Occupational Health and Safety
Of all areas of workplace law, occupational health and safety has perhaps been the fastest changing in recent years. From expanding protections for interns to new requirements around workplace harassment, occupational health and safety law now encompasses much more than rules to help prevent accidents at work.
The Occupational Health and Safety Act (the “Act”) applies to the majority of Ontario businesses (with the noted exception of federal-regulated employers, such as banks and telecommunication companies, that are subject to the Canada Labour Code). The purpose of health and safety legislation is to protect workers from hazards at work. The Act explicitly explains workers rights and the steps that employers must take to establish procedures for dealing with workplace hazards.
The legislation is driven by an internal responsibility system that makes everyone in a workplace, from a labourer up to a CEO, responsible for helping to ensure safety in the workplace. Under this system, employers are responsible for establishing the necessary workplace committees, implementing procedures to deal with hazards, enforcing procedures and ensuring that all employees are working in a safe environment.
In organizations with twenty (20) or more workers on site at any time, a Joint Health and Safety Committee must also be established. This committee is responsible for performing a number of workplace tasks such as: identifying workplace hazards; taking part in consultations; making recommendations; and investigating work refusals. This list is by no means exhaustive.
Employers are best advised to speak with an experienced employment lawyer to ensure that their workplace is operating in accordance with governing health and safety law, as these requirements continue to change and differ based on whether federal or provincial laws apply to your organization. Amongst other things, however, provincially-regulated employers should ensure that they:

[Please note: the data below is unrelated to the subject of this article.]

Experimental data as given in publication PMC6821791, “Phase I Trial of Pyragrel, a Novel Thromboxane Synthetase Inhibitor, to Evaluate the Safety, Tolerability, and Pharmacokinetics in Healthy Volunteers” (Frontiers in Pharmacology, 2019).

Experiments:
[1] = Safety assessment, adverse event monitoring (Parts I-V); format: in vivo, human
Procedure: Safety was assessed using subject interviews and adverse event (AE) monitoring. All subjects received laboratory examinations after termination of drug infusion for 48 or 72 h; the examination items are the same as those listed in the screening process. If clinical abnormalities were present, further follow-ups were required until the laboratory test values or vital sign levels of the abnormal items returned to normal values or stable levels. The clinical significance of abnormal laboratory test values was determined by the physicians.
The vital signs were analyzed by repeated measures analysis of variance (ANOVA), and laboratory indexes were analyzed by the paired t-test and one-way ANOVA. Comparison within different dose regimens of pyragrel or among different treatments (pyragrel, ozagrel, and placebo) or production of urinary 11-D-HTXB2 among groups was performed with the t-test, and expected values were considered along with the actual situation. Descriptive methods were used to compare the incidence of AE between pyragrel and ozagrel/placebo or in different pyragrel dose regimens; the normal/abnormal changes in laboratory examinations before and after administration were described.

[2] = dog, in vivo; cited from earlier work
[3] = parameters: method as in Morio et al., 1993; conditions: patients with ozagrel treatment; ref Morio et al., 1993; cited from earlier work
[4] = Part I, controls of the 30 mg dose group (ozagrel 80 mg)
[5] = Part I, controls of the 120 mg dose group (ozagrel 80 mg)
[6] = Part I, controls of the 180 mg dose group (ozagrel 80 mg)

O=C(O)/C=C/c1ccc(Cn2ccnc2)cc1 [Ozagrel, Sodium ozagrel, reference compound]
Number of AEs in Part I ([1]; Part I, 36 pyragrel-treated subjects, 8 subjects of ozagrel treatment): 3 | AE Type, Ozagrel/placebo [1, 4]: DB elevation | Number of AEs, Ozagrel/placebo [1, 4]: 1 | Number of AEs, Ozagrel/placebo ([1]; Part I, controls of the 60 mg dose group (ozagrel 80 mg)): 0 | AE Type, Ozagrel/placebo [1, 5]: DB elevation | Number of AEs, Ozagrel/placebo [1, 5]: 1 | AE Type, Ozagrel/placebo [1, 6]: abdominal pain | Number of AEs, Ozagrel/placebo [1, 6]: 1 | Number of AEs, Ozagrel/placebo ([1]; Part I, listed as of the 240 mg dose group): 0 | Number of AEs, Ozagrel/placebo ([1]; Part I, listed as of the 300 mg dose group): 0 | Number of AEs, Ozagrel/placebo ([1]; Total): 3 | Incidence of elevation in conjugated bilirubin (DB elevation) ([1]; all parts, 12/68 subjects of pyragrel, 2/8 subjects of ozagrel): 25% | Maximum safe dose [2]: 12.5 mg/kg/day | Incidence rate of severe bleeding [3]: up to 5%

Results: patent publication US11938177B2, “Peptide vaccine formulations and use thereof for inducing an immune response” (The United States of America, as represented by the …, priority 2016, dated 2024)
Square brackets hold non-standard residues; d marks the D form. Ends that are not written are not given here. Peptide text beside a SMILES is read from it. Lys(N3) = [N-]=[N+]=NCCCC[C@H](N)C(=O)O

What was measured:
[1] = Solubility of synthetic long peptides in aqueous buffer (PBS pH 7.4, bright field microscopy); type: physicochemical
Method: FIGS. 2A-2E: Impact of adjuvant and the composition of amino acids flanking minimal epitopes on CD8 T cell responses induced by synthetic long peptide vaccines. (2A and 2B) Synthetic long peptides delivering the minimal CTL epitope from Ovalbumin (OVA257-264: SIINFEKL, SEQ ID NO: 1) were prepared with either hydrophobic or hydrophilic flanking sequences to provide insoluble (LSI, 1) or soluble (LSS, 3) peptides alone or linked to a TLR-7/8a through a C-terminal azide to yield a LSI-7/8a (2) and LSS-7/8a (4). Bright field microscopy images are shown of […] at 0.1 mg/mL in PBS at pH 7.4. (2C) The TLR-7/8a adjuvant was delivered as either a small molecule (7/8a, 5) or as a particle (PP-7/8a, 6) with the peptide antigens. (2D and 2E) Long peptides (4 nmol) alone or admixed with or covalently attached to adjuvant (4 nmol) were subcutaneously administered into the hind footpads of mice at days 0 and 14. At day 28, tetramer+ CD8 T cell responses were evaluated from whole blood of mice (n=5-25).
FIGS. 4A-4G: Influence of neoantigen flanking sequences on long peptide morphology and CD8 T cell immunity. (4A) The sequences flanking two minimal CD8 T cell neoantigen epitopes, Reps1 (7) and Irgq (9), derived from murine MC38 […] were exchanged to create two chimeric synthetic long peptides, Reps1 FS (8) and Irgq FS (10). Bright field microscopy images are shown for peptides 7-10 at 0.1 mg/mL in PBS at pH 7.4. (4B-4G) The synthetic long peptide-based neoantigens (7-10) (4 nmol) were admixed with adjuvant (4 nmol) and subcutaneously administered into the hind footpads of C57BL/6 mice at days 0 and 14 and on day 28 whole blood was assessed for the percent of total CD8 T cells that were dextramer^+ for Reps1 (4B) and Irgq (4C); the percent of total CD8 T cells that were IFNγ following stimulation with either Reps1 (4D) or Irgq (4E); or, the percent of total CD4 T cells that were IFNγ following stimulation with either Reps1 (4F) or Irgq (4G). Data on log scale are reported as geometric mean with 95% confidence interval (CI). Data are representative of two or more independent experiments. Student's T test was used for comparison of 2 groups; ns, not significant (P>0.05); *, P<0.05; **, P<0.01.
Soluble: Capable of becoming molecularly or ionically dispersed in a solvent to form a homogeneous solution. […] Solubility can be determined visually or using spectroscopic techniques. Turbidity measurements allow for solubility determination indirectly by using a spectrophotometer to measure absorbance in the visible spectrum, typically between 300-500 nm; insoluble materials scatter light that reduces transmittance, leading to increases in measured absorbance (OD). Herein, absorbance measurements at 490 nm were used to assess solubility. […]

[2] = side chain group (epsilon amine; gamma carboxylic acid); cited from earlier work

- routinely make available to all staff a copy of the Act, as well as explanatory materials prepared by the Ministry of Labour outlining the rights, responsibilities and duties of workers;
- (where there are at least 5 employees in the workplace) prepare a written occupational health and safety policy and make it available to all staff. This policy should be reviewed at least once per year and a related programme must be created and maintained to implement the policy; and
- prepare and implement a policy with respect to dealing with and resolving allegations of harassment and/or violence in the workplace. This policy should include clear and unambiguous language and provide for a complaint process, investigation process and resolution process (including communication of results, disciplinary and non-disciplinary action, as required).
Our occupational health and safety lawyers will work with your business to help you get the details right, improve workplace safety and respond to any disputes that may arise.